APIs provide a common interface for any consumer to interact. To reiterate, consumers are other applications that call an API – a web browser, a mobile application on a smartphone, another application that exposes business process functionality. APIs provide a standard means for third-party developers to conveniently interact with the SaaS modules, extending the functionality and value of the SaaS component.

To express this further, consider the wide variety of applications that you can download on your mobile phone. Most of these will leverage APIs. Many of these don’t necessarily follow the concept of Enterprise SaaS such as ERP, but the concept is the same whether using a Salesforce application or Dropbox.

What are some of the top reasons for developing APIs to access your Cloud or SaaS-based application?

1.    Extending Functionality

Consider a hotel check-in application. Whether the interface is a browser, a mobile application or a reservation system, it utilizes API across its functionality. An example is a mobile application. As a customer checks-in, there may be a feature to look up directions which calls the Google maps API or a callout to verify payment through a Payment API. The developer of the hotel application is a consumer of multiple APIs in this case, increasing the functionality of the hotel’s core application.

2.    Encourages Innovation

APIs can not only be called by other consumers, through developer portals, but they can also be enhanced into APIs with additional features contained and then leveraged by other consumers. Let’s look at another use case. Let’s assume a banking organization creates an API to find the nearest ATM. That API leverages a location API, again perhaps Google Maps or something similar. Consumers of the ATM API may build a variety of applications for users to find the nearest ATM or even gather statistics on how ATMs are used, what are the most popular, etc.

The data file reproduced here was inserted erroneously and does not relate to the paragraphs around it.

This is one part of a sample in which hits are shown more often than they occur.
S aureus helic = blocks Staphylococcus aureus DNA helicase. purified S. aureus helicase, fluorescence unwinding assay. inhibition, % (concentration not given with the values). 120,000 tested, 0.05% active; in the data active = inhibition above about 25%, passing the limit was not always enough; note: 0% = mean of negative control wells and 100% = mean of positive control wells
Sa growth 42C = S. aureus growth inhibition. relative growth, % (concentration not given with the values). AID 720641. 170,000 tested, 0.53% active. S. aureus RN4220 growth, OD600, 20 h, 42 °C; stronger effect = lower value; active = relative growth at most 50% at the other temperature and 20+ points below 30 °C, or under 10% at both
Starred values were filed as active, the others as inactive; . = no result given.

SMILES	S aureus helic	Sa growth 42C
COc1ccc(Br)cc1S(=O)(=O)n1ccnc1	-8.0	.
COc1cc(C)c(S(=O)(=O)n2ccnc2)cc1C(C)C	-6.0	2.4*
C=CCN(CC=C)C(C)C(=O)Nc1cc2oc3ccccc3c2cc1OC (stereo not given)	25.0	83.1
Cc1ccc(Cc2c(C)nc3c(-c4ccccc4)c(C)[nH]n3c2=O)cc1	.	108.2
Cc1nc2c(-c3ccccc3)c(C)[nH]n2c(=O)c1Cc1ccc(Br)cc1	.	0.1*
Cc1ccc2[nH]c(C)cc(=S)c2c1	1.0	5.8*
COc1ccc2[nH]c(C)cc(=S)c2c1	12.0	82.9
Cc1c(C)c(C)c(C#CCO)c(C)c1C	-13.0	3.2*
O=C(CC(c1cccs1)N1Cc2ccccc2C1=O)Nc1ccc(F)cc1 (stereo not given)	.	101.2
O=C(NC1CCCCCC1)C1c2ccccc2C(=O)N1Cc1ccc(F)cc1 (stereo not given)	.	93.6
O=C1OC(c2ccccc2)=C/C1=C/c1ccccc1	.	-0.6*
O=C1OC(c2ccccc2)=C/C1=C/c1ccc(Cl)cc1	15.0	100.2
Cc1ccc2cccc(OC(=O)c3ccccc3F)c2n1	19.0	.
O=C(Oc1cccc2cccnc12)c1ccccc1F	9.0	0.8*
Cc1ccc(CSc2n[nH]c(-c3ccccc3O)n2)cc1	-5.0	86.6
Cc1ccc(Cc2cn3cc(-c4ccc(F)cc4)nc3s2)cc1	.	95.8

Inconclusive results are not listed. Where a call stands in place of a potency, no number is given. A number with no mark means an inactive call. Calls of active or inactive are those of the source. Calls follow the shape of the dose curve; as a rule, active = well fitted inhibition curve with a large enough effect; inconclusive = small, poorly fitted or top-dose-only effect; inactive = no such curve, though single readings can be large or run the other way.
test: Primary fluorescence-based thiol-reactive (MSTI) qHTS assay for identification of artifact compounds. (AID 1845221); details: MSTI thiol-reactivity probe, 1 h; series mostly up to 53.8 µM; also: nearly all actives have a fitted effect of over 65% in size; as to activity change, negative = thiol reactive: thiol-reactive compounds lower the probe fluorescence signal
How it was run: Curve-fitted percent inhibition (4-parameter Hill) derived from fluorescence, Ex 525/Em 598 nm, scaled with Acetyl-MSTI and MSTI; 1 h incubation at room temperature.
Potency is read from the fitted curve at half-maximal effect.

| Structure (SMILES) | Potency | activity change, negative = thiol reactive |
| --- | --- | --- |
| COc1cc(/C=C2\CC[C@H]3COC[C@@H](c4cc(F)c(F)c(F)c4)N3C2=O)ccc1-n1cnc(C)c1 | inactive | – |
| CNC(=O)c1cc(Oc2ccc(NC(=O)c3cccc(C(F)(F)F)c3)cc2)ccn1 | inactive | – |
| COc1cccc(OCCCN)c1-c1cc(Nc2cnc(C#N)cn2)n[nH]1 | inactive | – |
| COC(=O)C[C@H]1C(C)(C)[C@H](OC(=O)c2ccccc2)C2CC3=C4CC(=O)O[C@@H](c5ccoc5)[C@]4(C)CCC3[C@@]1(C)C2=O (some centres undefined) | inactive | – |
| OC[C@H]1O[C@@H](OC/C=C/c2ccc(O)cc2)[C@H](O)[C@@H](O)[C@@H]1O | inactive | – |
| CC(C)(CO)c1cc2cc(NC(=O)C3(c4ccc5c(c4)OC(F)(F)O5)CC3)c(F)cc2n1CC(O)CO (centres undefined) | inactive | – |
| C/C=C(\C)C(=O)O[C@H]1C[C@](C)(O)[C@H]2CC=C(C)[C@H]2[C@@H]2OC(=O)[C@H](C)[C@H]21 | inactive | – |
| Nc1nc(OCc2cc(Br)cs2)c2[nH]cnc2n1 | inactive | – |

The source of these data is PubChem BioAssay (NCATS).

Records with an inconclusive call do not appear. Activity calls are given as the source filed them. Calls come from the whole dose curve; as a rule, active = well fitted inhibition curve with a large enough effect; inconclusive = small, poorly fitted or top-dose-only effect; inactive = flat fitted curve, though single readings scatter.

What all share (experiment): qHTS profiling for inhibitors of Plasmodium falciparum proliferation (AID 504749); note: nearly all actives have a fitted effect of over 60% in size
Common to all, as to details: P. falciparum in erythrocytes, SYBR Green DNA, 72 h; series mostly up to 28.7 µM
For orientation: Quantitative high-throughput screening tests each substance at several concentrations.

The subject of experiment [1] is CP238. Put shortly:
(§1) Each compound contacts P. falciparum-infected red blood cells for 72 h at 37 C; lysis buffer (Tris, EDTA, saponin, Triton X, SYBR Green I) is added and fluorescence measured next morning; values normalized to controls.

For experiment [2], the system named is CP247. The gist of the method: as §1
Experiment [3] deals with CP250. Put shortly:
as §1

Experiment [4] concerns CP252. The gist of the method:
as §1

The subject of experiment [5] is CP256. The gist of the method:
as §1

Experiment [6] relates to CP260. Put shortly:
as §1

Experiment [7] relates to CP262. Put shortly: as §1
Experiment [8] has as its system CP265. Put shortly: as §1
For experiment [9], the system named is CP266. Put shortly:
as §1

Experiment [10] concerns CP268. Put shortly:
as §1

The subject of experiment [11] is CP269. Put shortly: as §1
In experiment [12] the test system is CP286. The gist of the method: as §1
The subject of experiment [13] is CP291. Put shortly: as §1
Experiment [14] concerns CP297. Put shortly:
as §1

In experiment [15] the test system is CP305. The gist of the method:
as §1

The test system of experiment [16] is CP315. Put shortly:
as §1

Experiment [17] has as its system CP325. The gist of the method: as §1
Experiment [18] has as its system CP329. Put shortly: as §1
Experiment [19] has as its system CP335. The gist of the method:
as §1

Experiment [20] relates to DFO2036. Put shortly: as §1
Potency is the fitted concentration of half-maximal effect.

3.    More Possibilities

I already mentioned Google APIs for location and maps previously. The Google search engine collaborated with more than 100 APIs to establish authority over other businesses of the industry. In fact, Google was the first brand to have an open API.

When using Google to search product catalogs, an API can be used to capture the product information and place it into an ecommerce site’s shopping cart, for example. The API2Cart offers an open API that allows access to more than 30 shopping carts simultaneously. Using such an API-based SaaS tool, the vendors were able to enhance their functionality and open up more options for the consumers.


APIs are flexible and rapidly becoming the standard for integrating with SaaS. Whether building a SaaS application, extending a SaaS application’s functionality or being a consumer of SaaS, it’s important to understand the role of APIs. When creating an API, it is key to consider the consumers and develop a common interface that is well documented and available for developers to use, extend and provide feedback on. The idea of API First serves to describe that all consumer interfaces should be designed with the consideration that consumer will interact via an API. Before implementing all functionality, designing the API with the considerations on input and output for the consumer, and allowing the consumer to test features while the implementation is being done, improves the effectiveness of an API.

In upcoming articles, I will further discuss API design, some of the tools available, security considerations and overall lifecycle management of APIs.


The following thoughts, intentions, strategies and/or solutions are those of the blog authors and do not represent the position of anyone other than the authors.